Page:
He was born on April 23rd, 1903. For the purposes of this blog, the captain will be “Harold”, as he was called by his wife Dolly, or Dorothea. Getting back to our Harold, I was privileged to get access to his personal and military archives at the Naval War College back in 2012. I brought home a plethora of letter copies, letters he wrote home to his wife and child, and a few that had been written to him by family members who wanted to know the fate of their boys after the sinking of Strong. From these letters, I developed my impression on his character as a man: as a husband, a father, a leader and captain.
Without fail, every one of his letters to his wife began with an endearment such as “sweetheart”, “my darling” or “dearest one”. Harold and Dorothea Bertelsen were married on January 23, 1937 in Boston. He wrote her several letters a week, sometimes two a day depending on what was happening in his world at any given time. He was a man completely devoted to his wife, while at the same time working hard to maintain and advance his career in the Navy. I only collected letter copies from his time on Strong because my research is focused on that time of his life. More of these letters are excerpted in the book mentioned above. You see the same patterns of endearments, of longing, of missing her companionship, conversation and longing for her in more intimate ways that made me more than a little embarrassed and feeling a bit like a voyeur. This was heartwarming though, as many times time and distance can damage a relationship. With Harold, it only strengthened the depth of his love and devotion. He would close just as romantically, with “Your everything”, “Yours forever” and “Your own”. He would make arrangements to have flowers delivered to her on special occasions and often sent home gifts such as beaded necklaces from the islands of the South Pacific. A man after my own heart.
As a father, he missed his little girl. Most of his letters included an “aside to Anne”, with a special note to her, sometimes asking about her time in school, sending pictures he cut from a Life magazine and daddy hugs and kisses. Anne had to have her tonsils out at age 4, and he wrote to make sure she got through her surgery okay and knew that he was thinking of her. One letter with an airplane was hand drawn by his second in command, Fred Purdy. On the edge of another letter page, was drawn a fancy car picture with the family drawn in for Anne to see. Another letter with a P.S. has him referring to himself as “Daddy Boom”. I had the chance to ask Anne about that when I met her in 2013 and if memory serves, it was because he was on a big ship that went “boom” on occasion. He would encourage her to write letters to send, as he loved hearing from her as well. During this time she went from 4 to 5 years of age, so it’s likely she had help in the writing. Unfortunately, I did not look for any copies of her letters.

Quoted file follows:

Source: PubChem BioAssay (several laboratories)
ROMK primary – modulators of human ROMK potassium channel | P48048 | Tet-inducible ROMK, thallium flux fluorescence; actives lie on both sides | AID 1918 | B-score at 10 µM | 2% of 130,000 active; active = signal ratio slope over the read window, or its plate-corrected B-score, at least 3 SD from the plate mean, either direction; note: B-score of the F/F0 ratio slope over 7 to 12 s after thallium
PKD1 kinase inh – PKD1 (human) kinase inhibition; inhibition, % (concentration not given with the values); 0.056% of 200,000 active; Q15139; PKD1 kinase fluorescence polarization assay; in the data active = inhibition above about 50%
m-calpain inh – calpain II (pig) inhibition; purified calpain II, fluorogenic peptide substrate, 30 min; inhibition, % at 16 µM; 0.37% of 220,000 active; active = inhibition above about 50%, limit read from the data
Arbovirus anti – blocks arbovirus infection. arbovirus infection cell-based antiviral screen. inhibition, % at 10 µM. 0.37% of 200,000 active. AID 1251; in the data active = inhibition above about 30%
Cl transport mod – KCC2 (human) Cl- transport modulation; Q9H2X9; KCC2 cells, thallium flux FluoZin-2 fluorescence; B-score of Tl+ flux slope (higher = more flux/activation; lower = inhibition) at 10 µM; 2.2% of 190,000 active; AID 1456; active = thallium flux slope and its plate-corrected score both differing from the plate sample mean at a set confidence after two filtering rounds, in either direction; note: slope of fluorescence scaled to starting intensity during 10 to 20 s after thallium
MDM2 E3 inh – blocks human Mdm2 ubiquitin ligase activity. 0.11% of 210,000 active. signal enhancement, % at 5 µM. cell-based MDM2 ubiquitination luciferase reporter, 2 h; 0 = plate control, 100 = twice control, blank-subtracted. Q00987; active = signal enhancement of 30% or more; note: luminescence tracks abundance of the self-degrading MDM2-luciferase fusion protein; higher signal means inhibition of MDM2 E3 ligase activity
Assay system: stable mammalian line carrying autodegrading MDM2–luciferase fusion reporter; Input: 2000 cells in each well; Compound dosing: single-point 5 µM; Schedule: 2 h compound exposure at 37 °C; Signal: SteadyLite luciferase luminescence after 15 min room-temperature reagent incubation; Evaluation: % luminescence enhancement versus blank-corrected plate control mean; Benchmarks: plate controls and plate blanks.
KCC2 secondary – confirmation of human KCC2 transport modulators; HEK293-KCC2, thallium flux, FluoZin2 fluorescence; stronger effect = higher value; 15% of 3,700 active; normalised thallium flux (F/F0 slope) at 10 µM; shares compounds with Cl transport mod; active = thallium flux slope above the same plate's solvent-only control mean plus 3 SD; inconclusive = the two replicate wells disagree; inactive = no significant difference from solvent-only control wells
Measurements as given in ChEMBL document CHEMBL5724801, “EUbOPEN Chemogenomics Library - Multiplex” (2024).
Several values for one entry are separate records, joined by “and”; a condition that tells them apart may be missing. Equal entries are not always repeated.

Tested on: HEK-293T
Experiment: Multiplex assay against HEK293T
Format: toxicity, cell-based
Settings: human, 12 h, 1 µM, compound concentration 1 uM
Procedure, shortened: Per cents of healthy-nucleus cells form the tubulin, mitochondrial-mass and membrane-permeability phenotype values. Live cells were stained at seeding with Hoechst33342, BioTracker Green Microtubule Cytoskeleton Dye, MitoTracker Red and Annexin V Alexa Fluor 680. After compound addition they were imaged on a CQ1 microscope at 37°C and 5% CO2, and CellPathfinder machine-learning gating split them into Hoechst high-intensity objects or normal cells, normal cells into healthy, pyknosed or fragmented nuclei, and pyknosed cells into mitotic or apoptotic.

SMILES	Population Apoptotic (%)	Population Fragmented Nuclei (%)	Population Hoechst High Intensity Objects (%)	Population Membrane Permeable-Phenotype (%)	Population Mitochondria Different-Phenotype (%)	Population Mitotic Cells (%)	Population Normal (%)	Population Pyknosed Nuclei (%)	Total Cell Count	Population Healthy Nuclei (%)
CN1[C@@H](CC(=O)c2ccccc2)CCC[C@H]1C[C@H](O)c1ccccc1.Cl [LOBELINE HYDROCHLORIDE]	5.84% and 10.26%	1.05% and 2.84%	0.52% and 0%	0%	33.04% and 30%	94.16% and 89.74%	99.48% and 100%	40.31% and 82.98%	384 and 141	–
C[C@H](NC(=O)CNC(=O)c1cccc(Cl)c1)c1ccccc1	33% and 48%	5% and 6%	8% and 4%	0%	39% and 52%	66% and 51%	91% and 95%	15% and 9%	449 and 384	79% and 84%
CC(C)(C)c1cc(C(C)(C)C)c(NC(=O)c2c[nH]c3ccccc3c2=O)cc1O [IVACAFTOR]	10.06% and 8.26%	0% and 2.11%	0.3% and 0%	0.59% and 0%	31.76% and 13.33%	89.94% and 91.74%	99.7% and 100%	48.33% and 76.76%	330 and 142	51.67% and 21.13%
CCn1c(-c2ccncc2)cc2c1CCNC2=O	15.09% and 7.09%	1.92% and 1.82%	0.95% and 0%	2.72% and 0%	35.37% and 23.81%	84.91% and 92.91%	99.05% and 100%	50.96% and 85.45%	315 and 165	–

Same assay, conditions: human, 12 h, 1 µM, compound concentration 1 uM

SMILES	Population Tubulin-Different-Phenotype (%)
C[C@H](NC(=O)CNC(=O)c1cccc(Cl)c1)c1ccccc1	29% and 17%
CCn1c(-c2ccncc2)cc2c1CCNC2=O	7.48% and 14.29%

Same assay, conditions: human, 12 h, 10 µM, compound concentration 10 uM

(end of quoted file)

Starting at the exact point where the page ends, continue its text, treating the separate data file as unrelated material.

As a leader and captain, he was unparalleled. I’m sure the man had his faults in all areas, however the predominant feeling from everything I’ve read is that he ran a grand ship. He was well respected and even loved by his men and the officers serving under him. When the ship sank, months later while he was recuperating in a hospital, he was personally responding to family members who wrote to him asking about the fate of their men who were still missing. He could have put out a form letter, he got so many. But he didn’t, and I have a letter copy to my family that shows the depth of his commitment to the ship and the lost men. His youngest brother Al was stationed in Espiritu Santo and other areas of the Pacific in the battle zone. As Harold lay recuperating, his brother Al was able to come be with him and keep him entertained. In April of 1943, Harold came down with a flu bug on board ship. At the time they were in port in Espiritu Santo, and while napping one day, he got a knock on his door. Brother Al came by for a visit. Al and Harold spent that day eating ice cream and watching movies. Thanks to Anne for reminding me of this and allowing me to share the story!
Harold returned to the Pacific a year or so after the sinking of Strong, and once again was a commander including a stint as the head of DESRON 2 for a while. Years later he had a career as the head man leading the Naval War College. He suffered a stroke in 1963 which ended his military career. The good captain died on March 28th, 1988 in Newport, Rhode Island where he retired with his beloved Dolly. He was buried with his brothers in Arlington National Cemetery.
So to sum up, I could see myself really enjoying a good sit down with this man, sharing a good wine or whiskey and hearing stories of glory days. I so wish I’d had the knowledge that he was still around sooner, it would have been incredible to have contacted him. I’m so lucky to have so many other folks who have given me their time and their stories. Thank you all.
The next and last Wellings brother Al, well he’s going to get his turn soon.
And while I'm thinking of it, Merry Christmas and Happy New Year to you all!!!